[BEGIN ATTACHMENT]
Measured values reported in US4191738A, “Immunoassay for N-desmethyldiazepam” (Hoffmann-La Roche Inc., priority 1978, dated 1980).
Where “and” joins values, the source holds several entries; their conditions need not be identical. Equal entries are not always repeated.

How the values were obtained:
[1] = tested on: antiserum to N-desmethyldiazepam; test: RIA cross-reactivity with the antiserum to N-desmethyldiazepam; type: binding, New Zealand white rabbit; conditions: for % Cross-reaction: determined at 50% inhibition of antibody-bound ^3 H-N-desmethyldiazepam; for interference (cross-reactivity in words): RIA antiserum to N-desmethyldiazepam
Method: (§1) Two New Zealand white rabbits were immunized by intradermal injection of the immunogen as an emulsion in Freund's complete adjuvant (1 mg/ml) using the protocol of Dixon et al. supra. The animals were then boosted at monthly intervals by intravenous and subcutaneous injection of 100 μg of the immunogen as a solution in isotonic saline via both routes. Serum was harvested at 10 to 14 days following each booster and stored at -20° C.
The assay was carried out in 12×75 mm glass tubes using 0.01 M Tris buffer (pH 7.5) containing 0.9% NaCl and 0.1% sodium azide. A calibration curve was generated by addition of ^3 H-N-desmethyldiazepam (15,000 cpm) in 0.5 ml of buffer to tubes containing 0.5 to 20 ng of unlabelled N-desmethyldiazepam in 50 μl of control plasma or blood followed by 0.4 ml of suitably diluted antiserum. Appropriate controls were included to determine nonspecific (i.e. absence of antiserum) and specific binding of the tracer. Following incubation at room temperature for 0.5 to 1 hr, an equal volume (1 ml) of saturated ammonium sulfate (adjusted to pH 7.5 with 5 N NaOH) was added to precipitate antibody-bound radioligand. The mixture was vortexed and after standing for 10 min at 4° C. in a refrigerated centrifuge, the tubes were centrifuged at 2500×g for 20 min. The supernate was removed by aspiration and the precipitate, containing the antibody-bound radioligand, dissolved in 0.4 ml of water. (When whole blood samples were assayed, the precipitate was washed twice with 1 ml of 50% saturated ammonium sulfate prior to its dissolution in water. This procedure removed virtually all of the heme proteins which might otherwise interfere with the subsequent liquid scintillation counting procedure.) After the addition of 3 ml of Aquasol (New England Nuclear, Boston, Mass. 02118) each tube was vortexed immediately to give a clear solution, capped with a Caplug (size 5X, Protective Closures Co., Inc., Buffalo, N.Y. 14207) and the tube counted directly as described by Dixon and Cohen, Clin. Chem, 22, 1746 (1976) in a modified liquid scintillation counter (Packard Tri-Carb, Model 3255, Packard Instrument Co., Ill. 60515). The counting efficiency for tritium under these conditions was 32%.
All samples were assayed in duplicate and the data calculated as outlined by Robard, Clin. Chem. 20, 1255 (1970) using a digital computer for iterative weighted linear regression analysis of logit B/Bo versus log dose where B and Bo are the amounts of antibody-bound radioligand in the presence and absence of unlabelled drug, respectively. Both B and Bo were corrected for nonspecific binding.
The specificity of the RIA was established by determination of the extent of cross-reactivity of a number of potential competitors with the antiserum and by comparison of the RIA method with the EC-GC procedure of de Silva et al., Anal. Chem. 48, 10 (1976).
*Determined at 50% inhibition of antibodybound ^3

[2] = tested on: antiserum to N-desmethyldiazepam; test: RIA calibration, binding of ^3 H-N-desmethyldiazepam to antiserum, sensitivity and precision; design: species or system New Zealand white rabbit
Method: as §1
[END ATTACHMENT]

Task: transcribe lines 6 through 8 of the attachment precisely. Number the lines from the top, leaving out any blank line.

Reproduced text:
The assay was carried out in 12×75 mm glass tubes using 0.01 M Tris buffer (pH 7.5) containing 0.9% NaCl and 0.1% sodium azide. A calibration curve was generated by addition of ^3 H-N-desmethyldiazepam (15,000 cpm) in 0.5 ml of buffer to tubes containing 0.5 to 20 ng of unlabelled N-desmethyldiazepam in 50 μl of control plasma or blood followed by 0.4 ml of suitably diluted antiserum. Appropriate controls were included to determine nonspecific (i.e. absence of antiserum) and specific binding of the tracer. Following incubation at room temperature for 0.5 to 1 hr, an equal volume (1 ml) of saturated ammonium sulfate (adjusted to pH 7.5 with 5 N NaOH) was added to precipitate antibody-bound radioligand. The mixture was vortexed and after standing for 10 min at 4° C. in a refrigerated centrifuge, the tubes were centrifuged at 2500×g for 20 min. The supernate was removed by aspiration and the precipitate, containing the antibody-bound radioligand, dissolved in 0.4 ml of water. (When whole blood samples were assayed, the precipitate was washed twice with 1 ml of 50% saturated ammonium sulfate prior to its dissolution in water. This procedure removed virtually all of the heme proteins which might otherwise interfere with the subsequent liquid scintillation counting procedure.) After the addition of 3 ml of Aquasol (New England Nuclear, Boston, Mass. 02118) each tube was vortexed immediately to give a clear solution, capped with a Caplug (size 5X, Protective Closures Co., Inc., Buffalo, N.Y. 14207) and the tube counted directly as described by Dixon and Cohen, Clin. Chem, 22, 1746 (1976) in a modified liquid scintillation counter (Packard Tri-Carb, Model 3255, Packard Instrument Co., Ill. 60515). The counting efficiency for tritium under these conditions was 32%.
All samples were assayed in duplicate and the data calculated as outlined by Robard, Clin. Chem. 20, 1255 (1970) using a digital computer for iterative weighted linear regression analysis of logit B/Bo versus log dose where B and Bo are the amounts of antibody-bound radioligand in the presence and absence of unlabelled drug, respectively. Both B and Bo were corrected for nonspecific binding.
The specificity of the RIA was established by determination of the extent of cross-reactivity of a number of potential competitors with the antiserum and by comparison of the RIA method with the EC-GC procedure of de Silva et al., Anal. Chem. 48, 10 (1976).